For a while now I have been seeing near constant bidirectional traffic of about 2Mb between My Pi2 running the latest OSMC and my Win7 Ultimate PC.
I have checked settings that I think may be relevant as follows;
------UPnP/DNLA = off
------This system = on
------Other systems = off
----Zeroconf = off
----Airplay = off
I can see nothing relevant under the OSMC settings section.
The following is a screencap showing the traffic pattern. The gaps are a couple of seconds.
My wife has an older XP system and is not seeing any traffic other than browsing. Is my Win7 64bit Ultimate doing this?
This does not appear to be adversely affecting either system but it is bugging me that I can not work out why.
Any thoughts/suggestions would be greatly appreciated.
You would need to use a traffic monitoring program such as wireshark to find out what kind of traffic it is, otherwise we could only guess.
Hmmmm. I just looked and I think you just asked me to do the equivalent to learning Chinese to read a single road sign but hey-ho - downloading.
Are you certain that graph is only showing traffic from your Pi to your Windows computer?
TLDNR - Shared folder with TOO many files causing LOTS of SMB traffic.
sam_nazarko - Yes as disconnecting the Pi LAN cable instantly returned traffic to expected levels.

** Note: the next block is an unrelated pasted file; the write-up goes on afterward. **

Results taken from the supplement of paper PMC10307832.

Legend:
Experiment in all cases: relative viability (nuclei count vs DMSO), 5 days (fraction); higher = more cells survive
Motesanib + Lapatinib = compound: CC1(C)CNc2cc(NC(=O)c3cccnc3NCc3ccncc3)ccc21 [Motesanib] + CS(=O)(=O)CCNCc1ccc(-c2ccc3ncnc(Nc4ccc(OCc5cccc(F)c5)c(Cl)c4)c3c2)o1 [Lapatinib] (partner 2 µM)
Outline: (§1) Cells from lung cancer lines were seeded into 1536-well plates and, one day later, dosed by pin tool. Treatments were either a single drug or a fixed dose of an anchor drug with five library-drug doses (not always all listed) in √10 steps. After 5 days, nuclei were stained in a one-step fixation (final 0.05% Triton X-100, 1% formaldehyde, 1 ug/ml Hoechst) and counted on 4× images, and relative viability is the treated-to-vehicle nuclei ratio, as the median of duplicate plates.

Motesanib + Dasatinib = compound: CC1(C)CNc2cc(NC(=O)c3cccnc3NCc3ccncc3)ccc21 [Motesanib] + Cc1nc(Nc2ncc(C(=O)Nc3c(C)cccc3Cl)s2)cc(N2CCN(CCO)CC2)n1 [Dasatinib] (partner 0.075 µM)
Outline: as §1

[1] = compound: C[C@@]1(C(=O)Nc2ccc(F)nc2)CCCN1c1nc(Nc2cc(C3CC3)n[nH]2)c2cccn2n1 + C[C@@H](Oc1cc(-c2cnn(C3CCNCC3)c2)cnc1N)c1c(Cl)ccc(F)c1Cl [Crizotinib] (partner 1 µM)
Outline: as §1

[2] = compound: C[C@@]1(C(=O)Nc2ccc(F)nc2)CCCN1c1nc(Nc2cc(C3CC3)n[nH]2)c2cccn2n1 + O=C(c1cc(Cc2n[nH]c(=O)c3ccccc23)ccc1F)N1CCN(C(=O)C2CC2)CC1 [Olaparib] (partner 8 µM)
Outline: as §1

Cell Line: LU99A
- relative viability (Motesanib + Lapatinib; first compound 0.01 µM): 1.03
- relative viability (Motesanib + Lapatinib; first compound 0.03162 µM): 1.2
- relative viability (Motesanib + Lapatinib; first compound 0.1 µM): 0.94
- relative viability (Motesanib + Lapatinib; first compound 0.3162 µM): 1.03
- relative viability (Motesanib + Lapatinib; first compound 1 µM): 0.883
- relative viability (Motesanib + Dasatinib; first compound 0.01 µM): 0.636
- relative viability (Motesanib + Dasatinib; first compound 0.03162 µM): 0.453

DBMandrake’s suggestion of investigating using Wireshark appeared daunting but the first capture session showed that just about every packet was an ongoing SMB conversation between the two devices. Reading the files referred to in the packets revealed the cause.
I had set up a shared folder (Download) as the default IE and Firefox download location. Initially this was done to share videos to the Pi as I am on a SLOW rural connection which means that streaming is not an option.
Over time a lot of other things were downloaded and left there. WSCCPortable alone has over 700 files. The folder contained a total of 3,663 files in 1,017 folders!
I moved all the content to another location and the traffic immediately dropped back to expected levels.
Thank you for your help in solving this.
Well done on the detective work to solve that.
Yes wireshark is a bit daunting looking to begin with (hell, I only know how to use 1% of it’s features) if you can get far enough to get it capturing it’s not too difficult to then see where the packets are going, what protocol they are using etc. And in this case it jogged your memory that a PC was configured to download directly to your Pi. Apparently the browser keeps “checking” the download location to see if anything has changed…
Another option to wireshark would have been to install tcpdump on the Pi itself, then do something like:
sudo tcpdump -n -i eth0 not port 22
This will monitor all traffic going over eth0 (ethernet) except traffic on port 22 - this is needed otherwise your SSH session connecting to the Pi to run tcpdump will generate traffic on port 22 that will be monitored by tcpdump which will then generate even more traffic…bit of a viscous circle of useless traffic if you don’t filter it out.